Hard to tell exactly where this Philadelphia Flyers team is at. Retooling? Rebuilding entirely?
Certainly under general manager Ron Hextall, now entering his second season at the helm of his old squad, this isn't your grandpa's Philadelphia Flyers squad. Sorry, all you aging Broad Street Bullies.
After missing the playoffs last spring because of defensive chaos and a lack of scoring depth, the Flyers went off the grid to bring in longtime University of North Dakota head coach Dave Hakstol to help re-energize the Flyer brand. Hextall added another non-Flyer in Scott Gordon to coach the team's American Hockey League affiliate, bringing another distinct voice to the organization.
How will it translate on the ice? Well, the Flyers look to be in long-view mode which means, in spite of owner Ed Snider's undying optimism that this might be the season for his beloved Flyers, the team figures to be a lot closer to a lottery pick than a playoff berth.
Best new faces
No single person is as important as Hakstol, who will have to reward Hextall's faith in him by getting his players to buy in immediately to his vision of how the game should be played. The college game is a world, maybe two, away from what awaits Hakstol, but he's a smart, intuitive guy and he's already got a fan in captain Claude Giroux.
"I think it's going to be interesting," Giroux said. "We're pretty excited. [Hakstol] and all the players, too. He's going to bring another aspect, another mind is always good. I had a chance to meet him for an hour and a half, two hours, during the summer and just the way he sees the game and how he wants his team to be, I think it's really exciting. We're a pretty young team with a lot of energy. We're here to learn and work hard, and we're going to try and be on the same page as soon as we can."
In terms of on-ice personnel, Sam Gagner will add experience and depth down the middle after a disappointing season in Arizona. Big defenseman Yevgeni Medvedev tries his hand at the NHL game at age 33, coming over from the Kontinental Hockey League. Michal Neuvirth will back up Steve Mason.
And, well, that's pretty much it, which tells you the Flyers are all-in on their young players and their ability to adapt and evolve into NHLers sooner than later under Hakstol.
The Flyers were tied for 24th in five-on-five goals last season, which shows how great the drop-off is in scoring depth after stars Jakub Voracek and Giroux, who combined for 154 points last season.
So, who picks up the slack?
Brayden Schenn's development has been an up-and-down affair, while Giroux was impressed with Sean Couturier -- with whom he played at the world championships. Couturier earned rave reviews early in his career for his defensive responsibility but needs to marry that with improved offensive production for the Flyers to move forward.
"He's been playing good hockey for us and defensively he's been great with us," Giroux said. "[At] the World Championship, he elevated his game, he was playing very well. Just the way he built confidence out of that. I think he's going to bring that to camp this year and have a little chip on his shoulder. He wants to win, so he's going to be good for us."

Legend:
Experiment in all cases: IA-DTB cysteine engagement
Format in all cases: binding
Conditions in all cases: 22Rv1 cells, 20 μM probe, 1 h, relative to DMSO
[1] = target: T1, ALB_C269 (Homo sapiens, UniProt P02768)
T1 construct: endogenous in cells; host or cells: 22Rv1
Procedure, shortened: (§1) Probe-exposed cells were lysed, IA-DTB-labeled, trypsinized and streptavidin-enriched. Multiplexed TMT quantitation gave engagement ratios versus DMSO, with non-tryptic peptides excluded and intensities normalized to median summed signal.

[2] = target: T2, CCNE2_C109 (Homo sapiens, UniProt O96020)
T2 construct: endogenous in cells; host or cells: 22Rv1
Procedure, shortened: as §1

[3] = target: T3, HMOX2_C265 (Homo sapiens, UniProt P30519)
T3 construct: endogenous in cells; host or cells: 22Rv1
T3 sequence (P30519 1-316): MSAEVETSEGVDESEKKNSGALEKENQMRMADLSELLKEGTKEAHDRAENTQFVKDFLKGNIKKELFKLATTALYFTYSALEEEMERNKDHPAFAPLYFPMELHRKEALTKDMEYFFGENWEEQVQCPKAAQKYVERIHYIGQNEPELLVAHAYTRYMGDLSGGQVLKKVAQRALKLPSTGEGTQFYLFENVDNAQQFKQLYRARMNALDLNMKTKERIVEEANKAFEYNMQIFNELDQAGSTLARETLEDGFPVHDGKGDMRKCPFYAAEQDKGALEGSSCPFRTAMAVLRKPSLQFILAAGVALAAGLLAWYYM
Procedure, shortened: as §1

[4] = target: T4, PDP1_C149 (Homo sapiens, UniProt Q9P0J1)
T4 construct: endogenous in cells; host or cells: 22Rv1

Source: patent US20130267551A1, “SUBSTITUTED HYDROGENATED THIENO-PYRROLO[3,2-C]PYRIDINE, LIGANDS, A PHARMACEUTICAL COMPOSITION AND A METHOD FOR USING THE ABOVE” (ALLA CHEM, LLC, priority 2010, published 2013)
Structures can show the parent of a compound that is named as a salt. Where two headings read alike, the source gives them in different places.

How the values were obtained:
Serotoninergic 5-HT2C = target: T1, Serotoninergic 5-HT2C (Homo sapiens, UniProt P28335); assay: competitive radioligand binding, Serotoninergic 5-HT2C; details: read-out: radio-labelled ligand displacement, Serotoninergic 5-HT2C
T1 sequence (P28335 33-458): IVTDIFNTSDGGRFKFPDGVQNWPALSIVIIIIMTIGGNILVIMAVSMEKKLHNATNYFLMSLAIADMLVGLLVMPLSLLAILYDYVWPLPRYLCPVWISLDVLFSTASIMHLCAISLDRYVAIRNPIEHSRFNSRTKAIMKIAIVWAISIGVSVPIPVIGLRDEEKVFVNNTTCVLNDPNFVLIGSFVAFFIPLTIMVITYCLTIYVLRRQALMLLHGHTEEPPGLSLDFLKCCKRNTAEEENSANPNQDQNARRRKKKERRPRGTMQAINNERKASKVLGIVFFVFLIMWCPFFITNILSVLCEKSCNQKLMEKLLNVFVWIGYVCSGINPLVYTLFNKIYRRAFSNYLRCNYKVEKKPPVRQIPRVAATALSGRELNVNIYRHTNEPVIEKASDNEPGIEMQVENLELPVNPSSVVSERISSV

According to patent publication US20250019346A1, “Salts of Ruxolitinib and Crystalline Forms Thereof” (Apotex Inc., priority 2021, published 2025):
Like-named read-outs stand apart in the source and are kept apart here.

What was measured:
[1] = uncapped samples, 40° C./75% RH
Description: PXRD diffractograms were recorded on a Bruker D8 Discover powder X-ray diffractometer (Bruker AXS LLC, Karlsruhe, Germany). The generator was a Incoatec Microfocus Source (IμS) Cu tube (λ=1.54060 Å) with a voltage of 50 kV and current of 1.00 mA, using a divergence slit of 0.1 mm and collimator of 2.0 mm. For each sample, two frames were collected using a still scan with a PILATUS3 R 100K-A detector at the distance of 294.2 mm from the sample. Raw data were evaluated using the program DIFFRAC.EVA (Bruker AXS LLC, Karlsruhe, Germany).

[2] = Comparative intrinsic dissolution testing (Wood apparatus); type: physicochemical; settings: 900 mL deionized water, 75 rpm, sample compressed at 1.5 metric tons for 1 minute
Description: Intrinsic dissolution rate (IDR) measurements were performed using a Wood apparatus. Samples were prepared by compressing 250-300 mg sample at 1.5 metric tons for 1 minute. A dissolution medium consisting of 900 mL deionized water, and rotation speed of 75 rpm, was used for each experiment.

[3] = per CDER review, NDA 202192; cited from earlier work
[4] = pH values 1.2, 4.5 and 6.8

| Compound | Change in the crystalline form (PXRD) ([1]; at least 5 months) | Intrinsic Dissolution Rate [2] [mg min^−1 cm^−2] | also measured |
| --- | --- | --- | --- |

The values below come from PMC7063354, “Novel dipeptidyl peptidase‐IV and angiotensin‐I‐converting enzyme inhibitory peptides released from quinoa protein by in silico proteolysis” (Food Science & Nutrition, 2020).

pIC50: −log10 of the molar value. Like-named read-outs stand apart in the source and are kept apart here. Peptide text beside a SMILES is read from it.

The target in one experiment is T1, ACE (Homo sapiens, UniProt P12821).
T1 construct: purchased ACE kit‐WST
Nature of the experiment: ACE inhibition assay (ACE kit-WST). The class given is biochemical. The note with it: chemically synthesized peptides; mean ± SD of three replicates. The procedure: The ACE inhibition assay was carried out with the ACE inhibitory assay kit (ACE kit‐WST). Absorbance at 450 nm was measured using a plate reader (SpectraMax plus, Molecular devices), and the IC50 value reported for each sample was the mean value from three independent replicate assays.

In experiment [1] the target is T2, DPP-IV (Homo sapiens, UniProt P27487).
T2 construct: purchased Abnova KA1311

On the other side of the puck, the Flyers tied for 21st in goals against last season and that was despite a terrific year from netminder Steve Mason.
Giroux scored just twice in the team's first 13 games last season. He knows he and the team need to get off to a better start. While we're still not sure of the Flyers as a whole, we're banking on Giroux to get out of the blocks in a much more Giroux-like fashion.
And his linemate Voracek, who signed an eight-year, $66 million contract after coming off a stellar 81-point season, is the real deal too. But does Hakstol use the glamour twins together or spread his wealth around the Flyers lineup?
World Cup candidates
Giroux was stung by not making the Canadian roster for the Sochi Olympic Games in 2014 and his presence at the worlds last spring suggests a player who is paying dues with the hopes of keeping his profile up for next fall's tournament. Canada is so deep up front and especially at center that Giroux must have a strong season to earn a roster spot, and even then he likely makes the team as a winger.
Voracek will be "the man" for the Czech Republic. Michael Raffl will be a member of Team Europe if he can replicate his strong season of a year ago, joining Swiss teammate Mark Streit on the team of European leftovers. Radko Gudas will provide a physical presence for the Czechs, while Medvedev should earn a spot on a thin Russian blue line. Neuvirth could earn a spot as a third netminder for the Czechs.
Pending free agents
Lots of contract issues for Hextall moving forward as both Schenn brothers will need attending to, with Braden headed for restricted free agency and Luke, a defenseman, eligible for unrestricted free agency next summer.
Gagner, Raffl, Medvedev, Ryan White and Chris Porter are all potential UFAs. Gudas, who came from Tampa in the Braydon Coburn deal at the trade deadline last March, will be an RFA next summer, as will fellow defender Manning, 25.
Perhaps the biggest issue on Hextall's horizon is netminder Mason, who has two years left before he can become an unrestricted free agent. The trend is for GMs to lock down core players a year out, so is Mason the team's franchise netminder moving forward? If Hextall thinks so, look for a long-term deal sometime this season.
I don't think this team is ready to join the playoff fray again, given the uncertainty along the blue line. Sixth in the Metropolitan Division.